Digital Currency Revolution Series: Bitcoin Shows Resistance To Bearish Streaks, 21-DMA Major Obstacle
Here is what policymakers can do for Europe's news media
Europe is home to some of the most impressive and innovative news media in the world, from digital media such as Dennik N in Slovakia and MediaPart in France to legacy media such as the BBC in the UK and Dagens Nyheter in Sweden.
But the continent is also plagued with increasingly serious threats to media freedom and tremendous pressure on the business of news, problems that are compounded by a policy and regulatory environment still stuck in the offline past.
To develop media policies fit for our online future, policymakers in Brussels and in member states urgently need to act to ensure the freedom, funding, and future of independent professional journalism in Europe.
Every day we delay, free speech and media freedom is further undermined in some parts of the European Union. Almost 90 million people across the European Union live in member states with significant media freedom problems.
Every day that passes, the legacy business models that fund most professional journalism decay further, as the European newspaper industry that provides the majority of investment in news currently see revenues decline about €2.5 million per day as print readers die off and publishers find digital media a less lucrative business.
So what can policymakers do to help create a more enabling environment for independent professional journalism going forward? That’s the question we have addressed in a new report published by the Reuters Institute for the Study of Journalism in which we reviewed a wide range of policy options.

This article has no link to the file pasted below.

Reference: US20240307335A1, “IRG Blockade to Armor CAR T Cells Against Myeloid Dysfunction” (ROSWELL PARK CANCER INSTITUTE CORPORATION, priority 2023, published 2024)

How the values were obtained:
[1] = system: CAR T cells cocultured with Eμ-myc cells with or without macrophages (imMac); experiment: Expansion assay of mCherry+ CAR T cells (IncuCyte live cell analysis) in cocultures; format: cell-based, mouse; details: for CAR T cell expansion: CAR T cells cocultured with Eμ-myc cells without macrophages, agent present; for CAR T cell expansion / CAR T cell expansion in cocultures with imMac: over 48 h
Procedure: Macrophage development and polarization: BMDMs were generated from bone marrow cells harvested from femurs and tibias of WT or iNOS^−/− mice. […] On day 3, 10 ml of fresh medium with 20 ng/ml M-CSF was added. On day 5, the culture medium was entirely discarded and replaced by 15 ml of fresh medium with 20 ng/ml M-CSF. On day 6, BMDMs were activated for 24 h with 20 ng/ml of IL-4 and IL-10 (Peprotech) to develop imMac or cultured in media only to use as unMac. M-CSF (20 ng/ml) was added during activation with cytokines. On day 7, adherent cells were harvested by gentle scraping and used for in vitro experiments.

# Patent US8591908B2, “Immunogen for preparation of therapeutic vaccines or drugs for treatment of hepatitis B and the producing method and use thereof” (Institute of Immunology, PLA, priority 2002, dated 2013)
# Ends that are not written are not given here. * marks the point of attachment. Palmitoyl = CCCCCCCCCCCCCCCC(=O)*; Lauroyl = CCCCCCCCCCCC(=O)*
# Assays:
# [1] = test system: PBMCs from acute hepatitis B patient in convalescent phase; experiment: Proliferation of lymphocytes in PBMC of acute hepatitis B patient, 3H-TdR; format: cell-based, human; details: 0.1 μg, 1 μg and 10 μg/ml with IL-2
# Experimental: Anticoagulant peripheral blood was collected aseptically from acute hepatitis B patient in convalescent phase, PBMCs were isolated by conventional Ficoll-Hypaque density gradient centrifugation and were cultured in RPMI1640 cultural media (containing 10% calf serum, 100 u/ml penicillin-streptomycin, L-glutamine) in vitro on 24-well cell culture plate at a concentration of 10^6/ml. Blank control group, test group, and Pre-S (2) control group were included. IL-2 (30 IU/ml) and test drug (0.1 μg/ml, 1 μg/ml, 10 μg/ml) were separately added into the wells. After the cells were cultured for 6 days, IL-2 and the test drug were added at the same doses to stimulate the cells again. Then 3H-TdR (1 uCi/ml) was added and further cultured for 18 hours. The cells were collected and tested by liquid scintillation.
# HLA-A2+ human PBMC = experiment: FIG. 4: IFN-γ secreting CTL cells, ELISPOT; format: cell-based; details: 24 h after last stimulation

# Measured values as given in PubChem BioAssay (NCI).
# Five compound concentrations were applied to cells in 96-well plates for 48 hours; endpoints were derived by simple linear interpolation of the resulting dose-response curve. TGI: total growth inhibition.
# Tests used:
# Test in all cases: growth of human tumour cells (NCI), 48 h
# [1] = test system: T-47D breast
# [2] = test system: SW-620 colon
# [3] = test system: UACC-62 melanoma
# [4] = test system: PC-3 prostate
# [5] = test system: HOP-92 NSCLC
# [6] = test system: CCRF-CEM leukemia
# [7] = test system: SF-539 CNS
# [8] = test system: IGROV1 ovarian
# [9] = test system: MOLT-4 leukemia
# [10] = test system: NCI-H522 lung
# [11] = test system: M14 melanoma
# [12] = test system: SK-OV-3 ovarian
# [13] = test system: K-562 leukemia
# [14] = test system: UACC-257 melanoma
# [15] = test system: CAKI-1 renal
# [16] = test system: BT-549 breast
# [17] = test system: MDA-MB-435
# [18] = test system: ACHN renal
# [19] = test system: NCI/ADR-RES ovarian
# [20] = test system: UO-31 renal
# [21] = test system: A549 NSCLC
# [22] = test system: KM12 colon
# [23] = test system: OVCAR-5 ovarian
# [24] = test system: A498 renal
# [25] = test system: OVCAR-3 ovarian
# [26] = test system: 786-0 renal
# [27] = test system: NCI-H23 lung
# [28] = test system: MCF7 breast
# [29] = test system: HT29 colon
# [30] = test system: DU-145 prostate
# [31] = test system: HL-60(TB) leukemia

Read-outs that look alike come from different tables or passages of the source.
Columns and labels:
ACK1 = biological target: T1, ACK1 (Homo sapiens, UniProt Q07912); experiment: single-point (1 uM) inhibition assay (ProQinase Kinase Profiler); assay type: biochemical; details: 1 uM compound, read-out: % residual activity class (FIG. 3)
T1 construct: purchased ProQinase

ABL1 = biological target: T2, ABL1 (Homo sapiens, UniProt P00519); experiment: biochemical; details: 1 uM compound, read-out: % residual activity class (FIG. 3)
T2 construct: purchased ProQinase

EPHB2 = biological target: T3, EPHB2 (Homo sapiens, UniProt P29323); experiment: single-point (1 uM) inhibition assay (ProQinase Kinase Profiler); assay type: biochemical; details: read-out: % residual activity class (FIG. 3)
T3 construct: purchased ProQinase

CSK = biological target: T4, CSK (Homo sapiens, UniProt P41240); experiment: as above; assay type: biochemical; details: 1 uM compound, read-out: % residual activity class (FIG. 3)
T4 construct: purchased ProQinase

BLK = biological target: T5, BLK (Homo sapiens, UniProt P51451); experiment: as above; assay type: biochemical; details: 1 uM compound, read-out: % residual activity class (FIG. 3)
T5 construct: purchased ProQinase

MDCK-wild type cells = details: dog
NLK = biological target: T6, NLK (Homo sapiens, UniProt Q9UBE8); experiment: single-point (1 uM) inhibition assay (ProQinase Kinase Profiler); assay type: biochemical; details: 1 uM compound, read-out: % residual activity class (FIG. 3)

We have not identified a silver bullet and we do not believe there is any. Those looking for an easy solution will not find it. But that does not mean that there are no options. Here are the most important ones in order of priority.
Without freedom, no amount of funding or investment in the future will ensure independent professional journalism. Given the threats to free expression and media freedom in some European Union member states – ranging from the murder of Daphne Caruana Galizia in Malta and Jan Kuciak in Slovakia to worrying trends towards media capture, where news media lose their independence and become beholden to governments and oligarchs – it is clear these issues have to be addressed first in these countries before any other measures can find long-term success.
A good first step would be to close the gap between what elected officials say they are going to do and what governments actually implement. This would simply be about insisting governments honour their commitments to Article 2 of the Treaty on European Union and to the International Covenant on Civil and Political Rights.
A second step could be to ensure they face consequences if they do not by linking access to EU funds to performance in an annual rule of law review that includes a focus on free expression and media freedom. If threats as primal as the murder of journalists and problems as basic as the erosion of fundamental rights and media freedom are not addressed, there is little hope for European democracy in the long term.
Without funding, independent professional journalism will simply wither away. Given the rapid decline of legacy media businesses such as print newspapers, this funding will have to come from a combination of a new, digital business of news and various forms of public support – including for independent public service media and non-profit media.